Sorry about bringing up clowns again, so soon, and outside of Halloween Season, and it’s not like I even love clowns all that much! And I’m not even saying that I am obsessed with them, but even so — obsessions don’t understand your notions of there being appropriate times or places. In fact, an obsession wouldn’t comprehend the word “inappropriate” at all, or “creepy” for that matter. And neither do I!
Anyway, I saw this beautiful gif the other day, while I was living on the internet as I do, and I became mesmerized with a thought. Mr. Rogers was a good man, a saint, and is very definitely a saint in our Sneerholic pantheon. He represents all that can be good in the world and is without blame. You know how we feel about him. On the other hand, clowns are commonly known to be evil, I guess, in these modern times. They are frightening and often up to no good. ALLEGEDLY. There are plenty of kind clowns out there, clowning for the sick and in parades, but every single one of us suspects their motives. Each of us wonders what possibly-literal skeletons are in the closets of their murderhouses. Thanks, John Wayne Gacy!
Have you ever watched Sunset Boulevard starring William Holden, Erich von Stroheim, and the unconquerable Gloria Swanson? If not, I won’t mind if you open Netflix or find some other method to stop everything you’re doing just to watch it right now. I can wait.
As you (now) know, this film is a masterpiece of cinema which laid bare the cruelty of these things: aging, celebrity, Hollywood, youth, pride, vanity, EVERY ASPECT OF LIFE, and probably some other stuff. I’m not writing a thoughtful essay here! It did nothing to fix any of it, as far as I know, but it is interesting to see how the old silent stars were thought of and treated in the 1950s. I imagine that the cycle continues and the young talent of today considers the actors and actresses of the 80s and 90s to be weird old fossils from another time. I assume that the fate of Norma Desmond is what every actress fears for her future — or maybe kind of wants it, who am I to say?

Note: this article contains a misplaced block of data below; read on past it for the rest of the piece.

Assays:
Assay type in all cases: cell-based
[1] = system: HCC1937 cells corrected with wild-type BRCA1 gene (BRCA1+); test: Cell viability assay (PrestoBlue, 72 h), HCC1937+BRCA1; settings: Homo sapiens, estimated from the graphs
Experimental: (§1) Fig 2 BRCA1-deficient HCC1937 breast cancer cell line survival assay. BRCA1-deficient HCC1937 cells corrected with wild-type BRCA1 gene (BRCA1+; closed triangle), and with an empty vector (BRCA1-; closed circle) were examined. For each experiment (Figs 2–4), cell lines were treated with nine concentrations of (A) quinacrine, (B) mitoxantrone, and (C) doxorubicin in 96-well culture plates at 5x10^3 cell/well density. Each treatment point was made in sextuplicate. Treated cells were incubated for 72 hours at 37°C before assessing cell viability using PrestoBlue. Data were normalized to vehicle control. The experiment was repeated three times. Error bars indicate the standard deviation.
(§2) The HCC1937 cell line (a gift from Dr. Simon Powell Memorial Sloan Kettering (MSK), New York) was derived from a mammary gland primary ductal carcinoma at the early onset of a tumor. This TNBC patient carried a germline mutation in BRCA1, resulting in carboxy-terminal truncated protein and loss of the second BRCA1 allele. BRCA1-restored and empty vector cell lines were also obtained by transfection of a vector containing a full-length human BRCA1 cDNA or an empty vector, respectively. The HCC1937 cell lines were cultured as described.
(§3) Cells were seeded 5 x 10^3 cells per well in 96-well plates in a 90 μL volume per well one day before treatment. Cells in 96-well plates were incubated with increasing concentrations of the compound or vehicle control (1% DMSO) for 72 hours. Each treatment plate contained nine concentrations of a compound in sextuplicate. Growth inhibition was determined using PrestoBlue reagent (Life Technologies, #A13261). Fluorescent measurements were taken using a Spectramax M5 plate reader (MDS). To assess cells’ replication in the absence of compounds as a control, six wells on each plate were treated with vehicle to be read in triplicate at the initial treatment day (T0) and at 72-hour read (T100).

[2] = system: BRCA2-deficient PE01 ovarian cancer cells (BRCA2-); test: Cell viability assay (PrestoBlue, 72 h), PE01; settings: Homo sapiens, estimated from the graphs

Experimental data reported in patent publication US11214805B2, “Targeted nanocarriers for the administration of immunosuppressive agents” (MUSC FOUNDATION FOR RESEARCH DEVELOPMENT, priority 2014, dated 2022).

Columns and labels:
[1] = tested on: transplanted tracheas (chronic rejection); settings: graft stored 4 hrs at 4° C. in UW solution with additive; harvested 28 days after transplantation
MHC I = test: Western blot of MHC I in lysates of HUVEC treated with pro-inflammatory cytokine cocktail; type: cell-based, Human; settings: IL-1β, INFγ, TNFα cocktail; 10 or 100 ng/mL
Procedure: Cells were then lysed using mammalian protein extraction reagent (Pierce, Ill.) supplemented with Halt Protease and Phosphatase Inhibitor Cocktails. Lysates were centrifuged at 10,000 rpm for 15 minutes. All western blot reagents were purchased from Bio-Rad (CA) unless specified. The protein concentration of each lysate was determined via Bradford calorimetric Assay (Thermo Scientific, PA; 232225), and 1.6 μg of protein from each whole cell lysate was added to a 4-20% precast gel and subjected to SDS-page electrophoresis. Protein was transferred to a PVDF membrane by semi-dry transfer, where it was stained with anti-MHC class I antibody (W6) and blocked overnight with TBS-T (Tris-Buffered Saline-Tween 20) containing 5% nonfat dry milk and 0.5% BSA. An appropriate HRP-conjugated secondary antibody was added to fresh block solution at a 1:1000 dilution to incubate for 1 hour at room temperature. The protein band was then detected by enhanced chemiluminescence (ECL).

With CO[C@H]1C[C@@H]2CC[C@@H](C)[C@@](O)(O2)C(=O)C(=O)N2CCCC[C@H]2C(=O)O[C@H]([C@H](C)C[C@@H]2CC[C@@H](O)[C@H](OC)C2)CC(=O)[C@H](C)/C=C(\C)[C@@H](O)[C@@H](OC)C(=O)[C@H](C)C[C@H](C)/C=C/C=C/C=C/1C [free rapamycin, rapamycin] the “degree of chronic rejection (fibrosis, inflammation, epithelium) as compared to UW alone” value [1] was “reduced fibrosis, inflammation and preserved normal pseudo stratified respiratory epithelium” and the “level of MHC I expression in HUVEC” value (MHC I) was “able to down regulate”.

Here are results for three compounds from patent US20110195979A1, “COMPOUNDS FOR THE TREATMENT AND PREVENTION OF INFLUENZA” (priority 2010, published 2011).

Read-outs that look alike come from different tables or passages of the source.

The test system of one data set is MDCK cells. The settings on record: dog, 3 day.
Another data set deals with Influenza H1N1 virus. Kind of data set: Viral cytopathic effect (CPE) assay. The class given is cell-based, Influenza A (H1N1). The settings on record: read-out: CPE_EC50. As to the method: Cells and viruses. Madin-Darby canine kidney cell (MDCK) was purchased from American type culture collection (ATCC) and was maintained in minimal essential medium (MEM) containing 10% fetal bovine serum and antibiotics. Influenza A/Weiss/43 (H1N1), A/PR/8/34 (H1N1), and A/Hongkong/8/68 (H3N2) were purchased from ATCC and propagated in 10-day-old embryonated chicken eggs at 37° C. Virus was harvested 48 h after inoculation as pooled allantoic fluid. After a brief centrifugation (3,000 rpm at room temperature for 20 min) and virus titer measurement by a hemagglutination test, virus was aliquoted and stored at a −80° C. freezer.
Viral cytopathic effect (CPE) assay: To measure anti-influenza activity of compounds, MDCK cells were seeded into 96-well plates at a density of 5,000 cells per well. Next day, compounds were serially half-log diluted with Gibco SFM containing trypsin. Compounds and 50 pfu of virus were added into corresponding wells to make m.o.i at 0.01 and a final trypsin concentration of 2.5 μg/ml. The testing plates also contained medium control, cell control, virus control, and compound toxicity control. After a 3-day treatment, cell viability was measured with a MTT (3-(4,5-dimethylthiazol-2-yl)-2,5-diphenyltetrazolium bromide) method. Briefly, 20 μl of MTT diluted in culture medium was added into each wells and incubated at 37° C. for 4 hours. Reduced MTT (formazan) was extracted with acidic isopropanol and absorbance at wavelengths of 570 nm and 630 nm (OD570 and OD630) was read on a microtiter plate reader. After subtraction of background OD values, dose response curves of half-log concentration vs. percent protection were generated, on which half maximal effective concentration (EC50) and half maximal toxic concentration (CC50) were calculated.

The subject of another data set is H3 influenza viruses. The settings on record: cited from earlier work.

None of us will ever be as rich as she was, or as influential in any industry, that is a certainty. I have made a little maze so that we can pretend to know what it’s like. From the comfort of your ostentatious manor, embark upon the wobbly journey to your great return. You will encounter all kinds of obstacles from nostalgic reveries to suicide attempts to homicide, but if you can keep your focus, you’ll be in the pictures again. You’ll get the attention you deserve, you icon. You legend.
Anyone who knows anything about Marilyn Monroe is probably aware that she was insecure, tormented by fame, and battling addictions that were rooted in an unhappy childhood and an unhappy adulthood. A classic tale, was she, of the sorrows and stresses of the Hollywood Machine. If you didn’t know that, now you do. She probably had actual clinical depression, and mental illness is no laughing matter, but as I read through her various quotes the other day, I couldn’t help but notice that she said some pretty sad things! My heart went “boohoo” as I saw her pleas for help which I can only assume went ignored. She had to be the Blonde Bombshell when, had she been a pretty young thing any time after the 1980s, she could have been a goth-punk, a Suicide Girl, or a generic mall goth. Instead of quotes immortalized on imdb, her quotes could have been unseen on deadjournal, or carved into the skin of her own tummy and shown only to her myspace friends. Marilyn Monroe might have suffered so much because she felt out of place in every way, yearning for a subculture that didn’t exist, and then she was taken from the world far too young.